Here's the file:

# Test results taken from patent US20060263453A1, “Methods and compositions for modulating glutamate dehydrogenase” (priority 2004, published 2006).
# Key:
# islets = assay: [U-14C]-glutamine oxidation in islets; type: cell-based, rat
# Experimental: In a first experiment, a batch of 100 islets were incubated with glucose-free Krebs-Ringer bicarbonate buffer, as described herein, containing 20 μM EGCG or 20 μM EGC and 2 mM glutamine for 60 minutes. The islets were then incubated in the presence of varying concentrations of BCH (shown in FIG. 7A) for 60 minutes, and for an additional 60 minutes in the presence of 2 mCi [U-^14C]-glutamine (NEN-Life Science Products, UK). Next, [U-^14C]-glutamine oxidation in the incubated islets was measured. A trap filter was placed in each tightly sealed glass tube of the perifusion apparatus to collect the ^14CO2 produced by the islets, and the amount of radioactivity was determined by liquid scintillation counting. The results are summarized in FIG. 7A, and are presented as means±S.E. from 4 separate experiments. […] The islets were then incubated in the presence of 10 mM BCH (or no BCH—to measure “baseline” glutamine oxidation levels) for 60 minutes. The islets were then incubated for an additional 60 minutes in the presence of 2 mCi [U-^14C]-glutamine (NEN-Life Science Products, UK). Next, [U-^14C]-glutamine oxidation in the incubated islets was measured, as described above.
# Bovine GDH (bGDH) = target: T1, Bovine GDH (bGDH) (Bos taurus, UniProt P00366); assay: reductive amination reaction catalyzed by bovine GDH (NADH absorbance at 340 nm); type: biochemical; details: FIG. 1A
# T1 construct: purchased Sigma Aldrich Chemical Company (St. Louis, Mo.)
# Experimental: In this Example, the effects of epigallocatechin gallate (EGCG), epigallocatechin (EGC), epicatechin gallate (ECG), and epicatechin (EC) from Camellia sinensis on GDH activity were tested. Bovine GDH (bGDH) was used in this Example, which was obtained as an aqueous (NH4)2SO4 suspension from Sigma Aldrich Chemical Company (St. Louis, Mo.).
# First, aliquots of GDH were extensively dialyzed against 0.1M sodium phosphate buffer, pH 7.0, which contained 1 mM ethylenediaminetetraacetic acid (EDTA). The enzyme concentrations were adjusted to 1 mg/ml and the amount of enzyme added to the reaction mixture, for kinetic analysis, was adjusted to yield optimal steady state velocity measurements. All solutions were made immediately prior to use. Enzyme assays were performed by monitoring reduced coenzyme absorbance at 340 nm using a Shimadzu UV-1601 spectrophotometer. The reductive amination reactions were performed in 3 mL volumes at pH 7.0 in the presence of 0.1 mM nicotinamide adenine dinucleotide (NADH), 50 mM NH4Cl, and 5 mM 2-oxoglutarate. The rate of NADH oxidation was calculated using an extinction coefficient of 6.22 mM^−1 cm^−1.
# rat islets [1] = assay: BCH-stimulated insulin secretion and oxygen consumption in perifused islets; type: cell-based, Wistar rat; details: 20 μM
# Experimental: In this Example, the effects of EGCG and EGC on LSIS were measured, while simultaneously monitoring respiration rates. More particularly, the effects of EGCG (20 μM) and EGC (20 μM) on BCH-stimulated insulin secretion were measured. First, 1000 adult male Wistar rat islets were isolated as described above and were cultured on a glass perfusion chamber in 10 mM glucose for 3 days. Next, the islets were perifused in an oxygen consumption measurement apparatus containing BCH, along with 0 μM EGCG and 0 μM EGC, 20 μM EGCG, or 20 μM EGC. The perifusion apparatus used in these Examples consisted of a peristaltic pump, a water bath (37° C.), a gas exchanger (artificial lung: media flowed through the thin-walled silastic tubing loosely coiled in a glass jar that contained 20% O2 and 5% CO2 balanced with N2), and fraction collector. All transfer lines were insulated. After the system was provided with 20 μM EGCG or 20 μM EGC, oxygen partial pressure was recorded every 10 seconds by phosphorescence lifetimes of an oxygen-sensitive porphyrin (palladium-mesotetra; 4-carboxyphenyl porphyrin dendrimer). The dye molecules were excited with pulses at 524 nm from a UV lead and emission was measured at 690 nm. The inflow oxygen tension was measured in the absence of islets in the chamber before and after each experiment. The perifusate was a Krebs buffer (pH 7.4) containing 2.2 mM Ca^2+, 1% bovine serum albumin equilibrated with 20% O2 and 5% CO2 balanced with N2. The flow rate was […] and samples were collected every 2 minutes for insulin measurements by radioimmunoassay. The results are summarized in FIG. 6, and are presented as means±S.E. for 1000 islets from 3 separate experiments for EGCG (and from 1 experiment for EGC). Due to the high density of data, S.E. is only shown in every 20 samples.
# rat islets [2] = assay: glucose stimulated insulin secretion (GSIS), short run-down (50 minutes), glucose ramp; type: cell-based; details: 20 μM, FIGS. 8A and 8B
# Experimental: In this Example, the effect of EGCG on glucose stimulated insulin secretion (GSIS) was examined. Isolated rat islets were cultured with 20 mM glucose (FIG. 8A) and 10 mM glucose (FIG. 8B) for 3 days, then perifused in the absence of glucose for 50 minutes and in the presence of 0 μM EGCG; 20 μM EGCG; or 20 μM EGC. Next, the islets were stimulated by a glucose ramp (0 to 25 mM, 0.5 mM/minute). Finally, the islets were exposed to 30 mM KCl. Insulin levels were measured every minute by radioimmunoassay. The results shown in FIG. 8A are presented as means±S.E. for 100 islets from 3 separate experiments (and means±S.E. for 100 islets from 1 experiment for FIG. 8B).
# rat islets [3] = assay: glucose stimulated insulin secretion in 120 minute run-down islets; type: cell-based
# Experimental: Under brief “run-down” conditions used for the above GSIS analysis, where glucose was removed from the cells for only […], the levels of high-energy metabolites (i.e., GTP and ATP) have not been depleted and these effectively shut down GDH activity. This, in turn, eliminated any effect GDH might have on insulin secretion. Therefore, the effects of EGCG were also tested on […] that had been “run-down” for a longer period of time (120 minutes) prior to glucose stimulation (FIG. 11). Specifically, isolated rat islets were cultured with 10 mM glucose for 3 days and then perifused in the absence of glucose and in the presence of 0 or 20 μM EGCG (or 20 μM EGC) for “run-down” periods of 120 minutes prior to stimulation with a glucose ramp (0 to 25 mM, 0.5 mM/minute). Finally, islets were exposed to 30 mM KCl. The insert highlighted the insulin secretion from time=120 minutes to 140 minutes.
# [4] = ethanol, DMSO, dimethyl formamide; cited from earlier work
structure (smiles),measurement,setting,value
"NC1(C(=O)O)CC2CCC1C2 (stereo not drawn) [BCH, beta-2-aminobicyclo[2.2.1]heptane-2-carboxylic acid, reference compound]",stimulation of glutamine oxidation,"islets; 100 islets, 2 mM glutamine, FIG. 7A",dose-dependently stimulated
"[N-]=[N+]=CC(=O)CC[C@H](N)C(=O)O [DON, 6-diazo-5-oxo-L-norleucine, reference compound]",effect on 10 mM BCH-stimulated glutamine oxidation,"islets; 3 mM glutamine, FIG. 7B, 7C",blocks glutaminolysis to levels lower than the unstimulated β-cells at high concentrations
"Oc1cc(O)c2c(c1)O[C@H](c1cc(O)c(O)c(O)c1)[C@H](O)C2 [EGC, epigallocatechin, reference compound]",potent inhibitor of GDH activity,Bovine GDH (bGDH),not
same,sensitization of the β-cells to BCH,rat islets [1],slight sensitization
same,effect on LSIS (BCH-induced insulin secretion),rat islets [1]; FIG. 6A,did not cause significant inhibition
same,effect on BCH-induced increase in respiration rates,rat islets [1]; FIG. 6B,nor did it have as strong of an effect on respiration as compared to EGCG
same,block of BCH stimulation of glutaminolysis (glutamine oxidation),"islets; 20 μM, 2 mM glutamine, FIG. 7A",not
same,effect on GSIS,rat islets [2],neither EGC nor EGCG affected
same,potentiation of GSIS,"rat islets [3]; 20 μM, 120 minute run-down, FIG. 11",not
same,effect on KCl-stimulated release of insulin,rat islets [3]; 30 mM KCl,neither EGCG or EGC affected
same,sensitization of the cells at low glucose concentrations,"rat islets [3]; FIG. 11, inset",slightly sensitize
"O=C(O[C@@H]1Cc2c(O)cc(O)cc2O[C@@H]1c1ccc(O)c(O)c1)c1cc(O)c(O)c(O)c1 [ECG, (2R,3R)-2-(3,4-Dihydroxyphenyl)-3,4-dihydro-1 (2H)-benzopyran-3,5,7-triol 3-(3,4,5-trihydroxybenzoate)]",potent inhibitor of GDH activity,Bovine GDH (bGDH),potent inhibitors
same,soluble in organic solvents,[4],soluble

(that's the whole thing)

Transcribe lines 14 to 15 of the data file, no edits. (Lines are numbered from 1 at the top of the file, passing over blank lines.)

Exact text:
# Experimental: Under brief “run-down” conditions used for the above GSIS analysis, where glucose was removed from the cells for only […], the levels of high-energy metabolites (i.e., GTP and ATP) have not been depleted and these effectively shut down GDH activity. This, in turn, eliminated any effect GDH might have on insulin secretion. Therefore, the effects of EGCG were also tested on […] that had been “run-down” for a longer period of time (120 minutes) prior to glucose stimulation (FIG. 11). Specifically, isolated rat islets were cultured with 10 mM glucose for 3 days and then perifused in the absence of glucose and in the presence of 0 or 20 μM EGCG (or 20 μM EGC) for “run-down” periods of 120 minutes prior to stimulation with a glucose ramp (0 to 25 mM, 0.5 mM/minute). Finally, islets were exposed to 30 mM KCl. The insert highlighted the insulin secretion from time=120 minutes to 140 minutes.
# [4] = ethanol, DMSO, dimethyl formamide; cited from earlier work